Today, Black Sheep is very different, internally and externally. We have had growing pains, like many brands that have come before. The stresses of rapid growth are huge and very unexpected but are ultimately a byproduct of our success. That is ultimately a huge positive.
Stinner: From a design perspective, where do you start, what general philosophy guides your aesthetic?
JP: It’s somewhat of a contradiction based on the designs I produce but I am actually a pretty simple guy.
My personality and my fashion sense are simple and understated. As a result, my design philosophy is actually governed by one simple mantra; restraint. The uniqueness of Black Sheep may be in the bold creations we produce. However, I genuinely believe what makes our designs so appealing are that we know when to stop.
It is easy to take artwork too far. One of my favorite artists, Anthony Lister, summarized it beautifully: “I can’t paint for anyone else. It’s all about having the courage to say this is finished. I have to be hard as fuck to fall in love with these things and let them go.”
Whether I am designing artwork that is representational, abstract, or non-objective, I have an overriding notion of restraint. In order to do this I do a few things. I employ a distinct colour palette, I obsess over the authentic and interesting elements, and I reduce any supporting elements. Everything else will then hopefully fall into place.
Stinner: What does innovation mean to you in regards to cycling clothing?
JP:Anyone that has had the privilege to delve deep into textiles, and in particular performance textiles, would appreciate what an exciting industry it is. We are in the middle of a development boom for polymers, fibers and yarns. Whether is in the areas of sustainability, moisture management, aerodynamics and sun protection, the gains that are being made are incredible. These developments are being driven by the active wear and running markets. As a sport, cycling needs to grow up and look to these markets for inspiration. Not necessarily to be inspired by the technology that has been produced, but to be inspired to start doing our own innovation. It is something that definitely excites me in the position I am in.
Stinner: Can you remember how the idea for an Elite Team was conceived?
JP: It was something that was talked about late last year. From our perspective, we are a company founded by two guys who once competed at an elite level, so it was always appealing to support like-minded individuals.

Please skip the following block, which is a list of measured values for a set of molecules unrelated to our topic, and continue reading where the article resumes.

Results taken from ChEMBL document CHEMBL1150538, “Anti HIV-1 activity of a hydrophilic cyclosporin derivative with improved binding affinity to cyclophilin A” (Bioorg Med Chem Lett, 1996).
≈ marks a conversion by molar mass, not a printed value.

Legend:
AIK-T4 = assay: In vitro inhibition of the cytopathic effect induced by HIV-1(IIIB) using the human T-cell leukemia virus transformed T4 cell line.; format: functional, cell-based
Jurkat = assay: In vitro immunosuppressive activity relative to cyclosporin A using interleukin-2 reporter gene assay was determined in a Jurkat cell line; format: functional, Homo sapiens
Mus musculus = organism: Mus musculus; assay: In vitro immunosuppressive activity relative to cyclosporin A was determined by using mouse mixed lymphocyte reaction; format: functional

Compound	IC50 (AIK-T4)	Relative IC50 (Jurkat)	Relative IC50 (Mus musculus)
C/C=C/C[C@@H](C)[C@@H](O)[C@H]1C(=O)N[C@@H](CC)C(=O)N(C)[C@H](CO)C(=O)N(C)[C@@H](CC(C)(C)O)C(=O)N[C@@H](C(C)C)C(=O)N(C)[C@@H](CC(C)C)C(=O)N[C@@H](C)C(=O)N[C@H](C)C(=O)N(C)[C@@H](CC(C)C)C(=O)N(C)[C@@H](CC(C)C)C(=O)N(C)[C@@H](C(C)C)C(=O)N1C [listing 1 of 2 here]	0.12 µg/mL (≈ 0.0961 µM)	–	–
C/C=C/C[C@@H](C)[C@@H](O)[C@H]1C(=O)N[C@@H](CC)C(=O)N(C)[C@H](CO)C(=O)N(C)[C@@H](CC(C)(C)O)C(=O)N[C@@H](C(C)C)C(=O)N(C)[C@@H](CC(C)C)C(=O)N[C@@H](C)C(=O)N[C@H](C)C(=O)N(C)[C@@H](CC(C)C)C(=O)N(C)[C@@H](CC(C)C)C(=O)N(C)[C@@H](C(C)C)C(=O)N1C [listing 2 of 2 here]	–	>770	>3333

However, rather than start a “professional team”, what resonated with us were the amount of people that compete at exceptionally high levels whilst maintaining full-time work and families. It says everything great about our sport; the accessibility it has, the work ethic it requires, and the community it breeds.
What we wanted to do was to start a team based on these attributes and drive a level of awareness about what is possible outside of a simple results-based focus. The team will mainly compete in the Victorian Road Series, where elite races are held at the same time as amateur level races, instantly creating a connection with the community.
Our association with Stinner was natural. Firstly, we are great friends, we love hanging out, and we love doing cool shit together. Secondly, our respective successes over the last year or so have meant that we are now able to focus on giving back to communities that have supported us so well. A team gives us a platform to do this, whether it is as a tool to show that things can be done differently or a vehicle to promote significant change and improvement, or anything in between. Both of us, Stinner and Black Sheep, realize that the sport is so much bigger than any one person or any one brand. If we are able to give back in some way, to leave the sport in a better or a more diverse place than we did before our existence, then we have done our job.
Epilogue: Cycling is a sport that's been around a long time, and, as John stated above, we're not so naive to think that there is going to be a perfect product. But with brands like Black Sheep, we hope we can encourage dialogue between brands and cyclists, that can be truly deliberative. Perhaps through an open approach to design and style, we can get a little closer to that construct known as "perfection."